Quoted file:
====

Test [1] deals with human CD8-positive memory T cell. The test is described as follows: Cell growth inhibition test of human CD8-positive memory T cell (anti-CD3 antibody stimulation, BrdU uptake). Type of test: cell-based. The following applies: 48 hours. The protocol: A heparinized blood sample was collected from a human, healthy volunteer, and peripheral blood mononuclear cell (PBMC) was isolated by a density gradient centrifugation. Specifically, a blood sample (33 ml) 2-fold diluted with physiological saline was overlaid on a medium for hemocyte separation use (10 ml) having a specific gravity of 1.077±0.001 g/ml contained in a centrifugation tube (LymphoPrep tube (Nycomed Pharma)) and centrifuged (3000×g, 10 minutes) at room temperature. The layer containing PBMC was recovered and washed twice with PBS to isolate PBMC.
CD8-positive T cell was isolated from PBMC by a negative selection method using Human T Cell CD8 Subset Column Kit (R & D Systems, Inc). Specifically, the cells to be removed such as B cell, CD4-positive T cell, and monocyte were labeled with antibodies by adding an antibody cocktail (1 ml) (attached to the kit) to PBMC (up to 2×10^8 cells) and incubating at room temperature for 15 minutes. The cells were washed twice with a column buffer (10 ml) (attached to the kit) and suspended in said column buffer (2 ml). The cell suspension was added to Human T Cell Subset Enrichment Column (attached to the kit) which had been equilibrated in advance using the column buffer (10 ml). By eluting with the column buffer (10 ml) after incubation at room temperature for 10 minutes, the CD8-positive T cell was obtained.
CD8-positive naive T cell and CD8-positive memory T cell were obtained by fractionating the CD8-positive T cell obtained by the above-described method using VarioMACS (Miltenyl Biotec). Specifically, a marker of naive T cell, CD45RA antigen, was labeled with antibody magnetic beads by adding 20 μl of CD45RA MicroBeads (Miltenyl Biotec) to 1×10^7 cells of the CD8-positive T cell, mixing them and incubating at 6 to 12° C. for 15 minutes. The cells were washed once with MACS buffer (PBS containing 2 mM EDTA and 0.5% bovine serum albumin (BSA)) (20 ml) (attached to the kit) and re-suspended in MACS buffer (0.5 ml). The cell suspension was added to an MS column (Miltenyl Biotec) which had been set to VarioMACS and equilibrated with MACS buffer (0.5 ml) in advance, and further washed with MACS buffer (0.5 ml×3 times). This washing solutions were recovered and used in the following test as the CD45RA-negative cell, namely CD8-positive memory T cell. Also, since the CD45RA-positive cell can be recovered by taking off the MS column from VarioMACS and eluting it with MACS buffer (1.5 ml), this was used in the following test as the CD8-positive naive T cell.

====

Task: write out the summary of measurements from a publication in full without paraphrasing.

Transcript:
Test [1] deals with human CD8-positive memory T cell. The test is described as follows: Cell growth inhibition test of human CD8-positive memory T cell (anti-CD3 antibody stimulation, BrdU uptake). Type of test: cell-based. The following applies: 48 hours. The protocol: A heparinized blood sample was collected from a human, healthy volunteer, and peripheral blood mononuclear cell (PBMC) was isolated by a density gradient centrifugation. Specifically, a blood sample (33 ml) 2-fold diluted with physiological saline was overlaid on a medium for hemocyte separation use (10 ml) having a specific gravity of 1.077±0.001 g/ml contained in a centrifugation tube (LymphoPrep tube (Nycomed Pharma)) and centrifuged (3000×g, 10 minutes) at room temperature. The layer containing PBMC was recovered and washed twice with PBS to isolate PBMC.
CD8-positive T cell was isolated from PBMC by a negative selection method using Human T Cell CD8 Subset Column Kit (R & D Systems, Inc). Specifically, the cells to be removed such as B cell, CD4-positive T cell, and monocyte were labeled with antibodies by adding an antibody cocktail (1 ml) (attached to the kit) to PBMC (up to 2×10^8 cells) and incubating at room temperature for 15 minutes. The cells were washed twice with a column buffer (10 ml) (attached to the kit) and suspended in said column buffer (2 ml). The cell suspension was added to Human T Cell Subset Enrichment Column (attached to the kit) which had been equilibrated in advance using the column buffer (10 ml). By eluting with the column buffer (10 ml) after incubation at room temperature for 10 minutes, the CD8-positive T cell was obtained.
CD8-positive naive T cell and CD8-positive memory T cell were obtained by fractionating the CD8-positive T cell obtained by the above-described method using VarioMACS (Miltenyl Biotec). Specifically, a marker of naive T cell, CD45RA antigen, was labeled with antibody magnetic beads by adding 20 μl of CD45RA MicroBeads (Miltenyl Biotec) to 1×10^7 cells of the CD8-positive T cell, mixing them and incubating at 6 to 12° C. for 15 minutes. The cells were washed once with MACS buffer (PBS containing 2 mM EDTA and 0.5% bovine serum albumin (BSA)) (20 ml) (attached to the kit) and re-suspended in MACS buffer (0.5 ml). The cell suspension was added to an MS column (Miltenyl Biotec) which had been set to VarioMACS and equilibrated with MACS buffer (0.5 ml) in advance, and further washed with MACS buffer (0.5 ml×3 times). This washing solutions were recovered and used in the following test as the CD45RA-negative cell, namely CD8-positive memory T cell. Also, since the CD45RA-positive cell can be recovered by taking off the MS column from VarioMACS and eluting it with MACS buffer (1.5 ml), this was used in the following test as the CD8-positive naive T cell.